Sunday, November 15, 2009

Environmental Romance Part Seven

WARNING:  Don't even think about reading this installment

without reading installment numeros uno.

 A challenging intellectual piece of romantic literature

such as this will leave you hopelessly lost

without the proper framework.

Flora: An Environmental Love Story

By: Laraine F. Eddington
(Best read aloud with expression by candlelight)

Installment numero siete

The meadow was filled with daisies, covering the gently rolling hills as far as the eye could see. The sky was the innocent blue of a robin’s egg—cloudless. Flora felt the gentle rays of the sun and turned her face up, tilting her pert little chin in the air. Ah, it was so warm. And then the lovely dream dissipated as quickly as her father had when she was seven. All her senses came alive, she smelled goats, she heard the sound of melodic chanting, she felt something swathing her head. She opened her eyes and saw…nothing. Her nimble fingers tore at the gauze woven of goat’s hair that wound around her unblemished forehead, matting her golden curls. She tried to scream but her mouth was dry, nothing came out but a hoarse croak. A croak that made her lonesome for her homely little friends the woodland toads; friends that had yet to give her a single wart.

A callused hand touched her arm. “The Lord be praised, you have awaked at last gentle lady.”

Flora tried again, “Where am I?” It was still a croak, but it was the croak that a very aristocratic, feminine frog would make if it could speak English.

“You are in the Monastery Urgent Care of the Sightless Brotherhood of the Forest, sister.” The voice was low and melodious; the kind of voice that comes from a kindly elderly man who has a little round spot shaved in the top of his head and wears a brown robe tied with a rope around an ample belly. “We have been caring for you for three days.”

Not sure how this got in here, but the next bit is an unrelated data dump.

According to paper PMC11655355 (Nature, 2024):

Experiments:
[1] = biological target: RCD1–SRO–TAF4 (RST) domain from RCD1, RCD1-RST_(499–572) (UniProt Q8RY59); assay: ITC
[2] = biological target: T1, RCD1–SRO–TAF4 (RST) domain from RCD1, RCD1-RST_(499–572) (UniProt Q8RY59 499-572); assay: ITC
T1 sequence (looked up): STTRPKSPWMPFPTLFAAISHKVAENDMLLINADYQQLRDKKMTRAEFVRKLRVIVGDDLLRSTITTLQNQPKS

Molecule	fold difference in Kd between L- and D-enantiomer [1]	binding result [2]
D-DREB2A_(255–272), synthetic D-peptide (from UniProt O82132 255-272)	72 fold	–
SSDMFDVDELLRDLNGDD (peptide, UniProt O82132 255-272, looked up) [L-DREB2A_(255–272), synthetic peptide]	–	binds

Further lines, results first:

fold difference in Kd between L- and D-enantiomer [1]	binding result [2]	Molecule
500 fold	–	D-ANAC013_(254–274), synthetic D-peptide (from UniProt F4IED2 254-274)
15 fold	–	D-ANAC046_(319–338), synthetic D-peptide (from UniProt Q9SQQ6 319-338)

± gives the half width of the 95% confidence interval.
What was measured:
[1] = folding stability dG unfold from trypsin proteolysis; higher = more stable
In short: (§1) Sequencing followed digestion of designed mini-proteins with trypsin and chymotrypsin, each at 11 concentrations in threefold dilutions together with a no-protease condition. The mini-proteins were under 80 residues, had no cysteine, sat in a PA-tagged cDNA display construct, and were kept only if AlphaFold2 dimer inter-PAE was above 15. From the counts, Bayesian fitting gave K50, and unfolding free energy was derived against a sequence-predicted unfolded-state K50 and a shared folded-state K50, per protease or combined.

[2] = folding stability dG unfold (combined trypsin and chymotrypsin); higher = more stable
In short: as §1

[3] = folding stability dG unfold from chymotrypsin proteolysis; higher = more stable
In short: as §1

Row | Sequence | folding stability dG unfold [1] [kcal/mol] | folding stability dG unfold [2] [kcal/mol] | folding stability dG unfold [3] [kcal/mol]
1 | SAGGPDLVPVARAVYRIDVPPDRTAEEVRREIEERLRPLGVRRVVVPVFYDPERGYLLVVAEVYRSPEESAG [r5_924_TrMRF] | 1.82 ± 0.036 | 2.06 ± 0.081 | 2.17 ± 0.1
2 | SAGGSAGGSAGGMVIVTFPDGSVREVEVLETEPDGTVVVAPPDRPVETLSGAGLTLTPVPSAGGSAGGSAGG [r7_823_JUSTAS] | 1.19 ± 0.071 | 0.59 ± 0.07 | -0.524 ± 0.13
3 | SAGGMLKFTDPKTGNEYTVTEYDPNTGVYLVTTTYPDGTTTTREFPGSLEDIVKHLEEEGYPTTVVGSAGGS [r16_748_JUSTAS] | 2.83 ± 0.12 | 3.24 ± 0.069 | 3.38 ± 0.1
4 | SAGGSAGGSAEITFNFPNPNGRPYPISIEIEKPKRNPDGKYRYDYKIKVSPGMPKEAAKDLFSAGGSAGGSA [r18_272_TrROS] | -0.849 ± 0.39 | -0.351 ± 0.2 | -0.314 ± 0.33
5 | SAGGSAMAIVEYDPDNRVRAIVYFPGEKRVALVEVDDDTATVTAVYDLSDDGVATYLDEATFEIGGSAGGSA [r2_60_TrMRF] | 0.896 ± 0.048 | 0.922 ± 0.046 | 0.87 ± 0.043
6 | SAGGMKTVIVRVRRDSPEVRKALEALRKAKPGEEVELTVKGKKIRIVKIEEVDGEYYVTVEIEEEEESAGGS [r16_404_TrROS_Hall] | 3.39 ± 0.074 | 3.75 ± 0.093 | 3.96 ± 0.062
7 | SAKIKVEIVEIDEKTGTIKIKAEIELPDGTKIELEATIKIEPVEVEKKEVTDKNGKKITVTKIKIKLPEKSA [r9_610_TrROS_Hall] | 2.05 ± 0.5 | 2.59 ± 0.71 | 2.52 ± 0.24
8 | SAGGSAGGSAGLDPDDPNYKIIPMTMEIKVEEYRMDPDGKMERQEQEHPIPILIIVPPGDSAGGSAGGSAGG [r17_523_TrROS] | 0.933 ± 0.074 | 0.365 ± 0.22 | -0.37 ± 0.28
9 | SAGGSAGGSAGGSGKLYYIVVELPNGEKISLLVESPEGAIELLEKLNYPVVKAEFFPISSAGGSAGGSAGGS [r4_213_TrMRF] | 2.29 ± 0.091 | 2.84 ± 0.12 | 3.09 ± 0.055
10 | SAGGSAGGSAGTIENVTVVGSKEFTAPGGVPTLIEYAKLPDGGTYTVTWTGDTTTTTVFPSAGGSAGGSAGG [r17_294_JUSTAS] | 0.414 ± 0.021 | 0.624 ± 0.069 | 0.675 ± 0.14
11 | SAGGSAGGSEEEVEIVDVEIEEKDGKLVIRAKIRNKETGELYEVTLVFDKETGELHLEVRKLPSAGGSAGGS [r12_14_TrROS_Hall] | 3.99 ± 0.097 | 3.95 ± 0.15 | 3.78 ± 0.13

“Why are my eyes wrapped in goat-hair gauze?” Flora’s words had a rising note of panic. She was really getting sick of passing out and waking up in unfamiliar surroundings.

“How did you know the gauze was made of goat hair?” The friendly voice of the monk sounded pleasantly surprised.

“Oh, I used to crochet goat-hair leper bandages when I was a Girl Scout” Flora shyly confided.  "I could pick out goat-hair gauze blindfolded.”

“Well that is very fortunate my dear” said the kindly monk…then followed a pause pregnant with pathos. “Because I have something I need to tell you.”

There had been a few moments in Flora’s life when she knew the words she would hear next would change her life. There was the time she heard Al Gore singing “Blowin’ in the Wind” at the annual Global Warming marshmallow roast. There was the time she had heard herself say “Neither” when she was asked if she wanted paper or plastic at Safeway. And there was the time that she had heard Conrad Conrad scream her name.

Three days ago, when Conrad had inadvertently flexed his prodigious pectorals and sent his button zinging across the room like a cruel missile, only to have it lodge by a pernicious twist of fate in Flora’s delicate eye socket, her cry of pain had elicited an even greater cry of pain from Conrad. The memory of her name…Flora, as it was torn from his throat in tones of, grief, guilt and despair would be something she would carry with her always.

And now…she took a deep breath and steeled herself for what this kindly sightless monk had to tell her. Her full red lips quivered, and even though he was blind, the man inside the monk suddenly came alive. He quickly pulled a nose hair out of each nostril to help him focus.

“My dear, I’m afraid you are blind.”

And then, for the second time in a row she didn’t see anything.

To be continued…

1 comment:

Rachael Jill said...